Marge Wilcox — who never plays or sings, just listens — doesn’t miss the booze because she grew up with an alcoholic father, she said. Like Laing, Wilcox was mourning a husband when she started attending the Old Time Strings. “It made me a better person,” she said. “I used to be grumpy, but I’m not like that anymore. It’s because of this music.”

Staying in shape

“It’s a good place to stay in shape,” said Jerry Jacobs, cradling his tobacco-sunburst Fender Stratocaster. A guitarist since his childhood in Sacramento, Calif., Jacobs dreamed of stardom, joined the musicians’ union and mastered everything from the rockabilly of Elvis Presley and Jerry Lee Lewis to the sweet folk-rock of Peter, Paul & Mary — but straight-up country will always be his favorite, he said.

“I can play all the modern stuff,” he said, but here he doesn’t have to. “Country music moves me the most, emotionally.”

Jacobs came to Washougal and worked at the Camas paper mill “through four name changes” before he retired, he said. Nowadays, he said, he plays guitar with the Old Time Strings for fun and at a few other gigs for a little cash — including Moose Lodge dances and Sunday morning church services.

Leading the band through “I’ll Be Your Baby Tonight,” a Bob Dylan tune that masquerades as vintage country, was Dianne Glenn of Yacolt. Glenn was one of just two acoustic guitarists in a long lineup of twangy electric players, and she sang her song in a clear, strong voice that Dylan ought to envy.

“I played around the campfire for a lifetime” before realizing that her best instrument was her singing, not her strumming, Glenn said. Nowadays, “Everywhere I go, I look for open mics. Playing music is so relaxing. It takes your mind off the hustle and bustle.”

Many of these musicians also gather to practice on Friday nights at the home of Gail and Lonnie Jurgens, near Fargher Lake. Gail Jurgens is a singer, occasional bass player and informal coach for this semi-pro band and its guest singers; she also serves as emcee. Lonnie Jurgens is a pedal-steel player.

“I’ve been in music all my life,” Gail Jurgens said. “This is for people like me, who want to keep a foot in it.” On the other hand, she added, it’s also for humbler folks who love music but never tried to make it before. You won’t find a friendlier, more supportive situation to try out your pipes and your chops, Jurgens said.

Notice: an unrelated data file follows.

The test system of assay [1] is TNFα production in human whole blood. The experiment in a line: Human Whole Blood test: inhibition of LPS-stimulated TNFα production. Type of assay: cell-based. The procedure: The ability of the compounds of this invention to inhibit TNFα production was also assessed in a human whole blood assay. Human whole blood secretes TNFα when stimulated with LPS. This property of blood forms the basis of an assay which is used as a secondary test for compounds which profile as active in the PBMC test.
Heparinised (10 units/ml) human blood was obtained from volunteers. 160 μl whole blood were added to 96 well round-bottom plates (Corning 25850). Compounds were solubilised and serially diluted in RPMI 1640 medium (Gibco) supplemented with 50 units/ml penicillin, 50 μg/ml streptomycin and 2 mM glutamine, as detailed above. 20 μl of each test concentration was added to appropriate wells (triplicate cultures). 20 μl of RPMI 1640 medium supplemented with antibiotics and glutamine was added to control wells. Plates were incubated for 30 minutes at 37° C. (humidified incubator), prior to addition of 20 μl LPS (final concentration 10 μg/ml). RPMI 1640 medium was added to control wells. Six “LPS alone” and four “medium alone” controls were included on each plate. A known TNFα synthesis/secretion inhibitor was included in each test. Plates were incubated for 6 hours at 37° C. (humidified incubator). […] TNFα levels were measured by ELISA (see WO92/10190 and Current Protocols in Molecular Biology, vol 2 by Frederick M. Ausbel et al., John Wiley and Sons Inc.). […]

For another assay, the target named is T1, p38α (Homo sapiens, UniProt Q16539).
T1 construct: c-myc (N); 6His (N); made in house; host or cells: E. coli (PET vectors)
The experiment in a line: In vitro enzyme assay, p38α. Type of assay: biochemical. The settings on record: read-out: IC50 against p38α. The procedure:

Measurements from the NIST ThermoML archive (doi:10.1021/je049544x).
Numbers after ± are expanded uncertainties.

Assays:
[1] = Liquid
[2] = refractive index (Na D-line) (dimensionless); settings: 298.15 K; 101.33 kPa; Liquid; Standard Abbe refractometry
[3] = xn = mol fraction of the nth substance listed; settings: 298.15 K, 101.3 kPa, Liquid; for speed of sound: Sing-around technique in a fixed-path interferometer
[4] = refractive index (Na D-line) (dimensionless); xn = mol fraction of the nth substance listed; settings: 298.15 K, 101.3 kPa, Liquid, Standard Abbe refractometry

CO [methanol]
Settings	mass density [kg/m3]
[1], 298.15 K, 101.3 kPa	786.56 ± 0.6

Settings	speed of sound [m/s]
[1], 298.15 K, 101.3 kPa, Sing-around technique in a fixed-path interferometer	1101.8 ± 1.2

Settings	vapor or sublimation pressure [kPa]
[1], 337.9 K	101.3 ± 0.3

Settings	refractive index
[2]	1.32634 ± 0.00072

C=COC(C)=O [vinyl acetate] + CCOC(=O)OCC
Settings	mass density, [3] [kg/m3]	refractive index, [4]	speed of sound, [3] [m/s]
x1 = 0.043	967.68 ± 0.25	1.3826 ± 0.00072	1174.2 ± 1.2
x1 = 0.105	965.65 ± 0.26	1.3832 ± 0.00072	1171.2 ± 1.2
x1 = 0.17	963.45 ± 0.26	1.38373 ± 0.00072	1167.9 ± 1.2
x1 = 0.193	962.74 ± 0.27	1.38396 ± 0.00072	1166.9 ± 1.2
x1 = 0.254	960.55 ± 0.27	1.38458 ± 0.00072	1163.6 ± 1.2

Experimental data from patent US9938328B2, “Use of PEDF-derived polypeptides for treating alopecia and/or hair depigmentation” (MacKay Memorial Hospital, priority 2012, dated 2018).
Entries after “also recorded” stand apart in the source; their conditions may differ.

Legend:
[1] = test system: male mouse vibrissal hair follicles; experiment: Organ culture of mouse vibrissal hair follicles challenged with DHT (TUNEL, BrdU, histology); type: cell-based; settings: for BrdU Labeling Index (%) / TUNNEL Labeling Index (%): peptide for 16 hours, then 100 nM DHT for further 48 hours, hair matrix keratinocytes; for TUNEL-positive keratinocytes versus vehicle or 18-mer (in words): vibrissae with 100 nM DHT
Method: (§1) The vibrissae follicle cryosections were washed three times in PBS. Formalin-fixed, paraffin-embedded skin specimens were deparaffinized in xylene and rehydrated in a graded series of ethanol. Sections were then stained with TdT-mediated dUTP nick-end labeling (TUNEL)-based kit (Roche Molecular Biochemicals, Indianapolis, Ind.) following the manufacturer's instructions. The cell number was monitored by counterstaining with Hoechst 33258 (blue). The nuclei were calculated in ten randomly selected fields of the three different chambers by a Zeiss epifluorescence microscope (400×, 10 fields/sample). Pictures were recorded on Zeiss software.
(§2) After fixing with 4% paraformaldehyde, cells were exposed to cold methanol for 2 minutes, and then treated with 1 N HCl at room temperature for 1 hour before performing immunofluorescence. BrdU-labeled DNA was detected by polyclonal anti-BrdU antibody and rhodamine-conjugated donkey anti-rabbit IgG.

“A lot of elderly people, nobody would take the time to teach them,” she said. Laing said Jurgens has been the closest thing to a singing coach she’s ever had.

Mystery money

The Columbia River Old Time Strings started out in the late 1970s, hopping between private homes and then moving up to American Legion and Grange halls. About 30 people turned out Feb. 23 at the Minnehaha Grange; perhaps half cycled across the stage at some point.

While winter is its slow season, vice president Tom Papke said, there’s no denying that this graying group is thinning out. That’s why Laing’s other granddaughter, 16-year-old Kaitlin Wilder, has started a publicity campaign of neighborhood posters and a first-ever Facebook page. Going online is a big leap for Old Time Strings culture, which appears resolutely person-to-person and word-of-mouth.

Renting the Minnahaha Grange on a Saturday night costs $100, and at-the-door admissions ($3 apiece or $5 for a couple) often don’t cover that. Some anonymous angel has been dropping the occasional $100 bill into the donation jar, club officers said. That’s a mystery they’re not trying too hard to solve, they said.

Lifelines from an anonymous donor are great, but what the Columbia Old Time Strings really need is new members and friends, they say.

“This beautiful nonprofit … has helped my grandma join the world again, make new friends and enjoy music with people who share the same passion,” Kaitlin Wilder said. “We’re all concerned how long this can keep going.”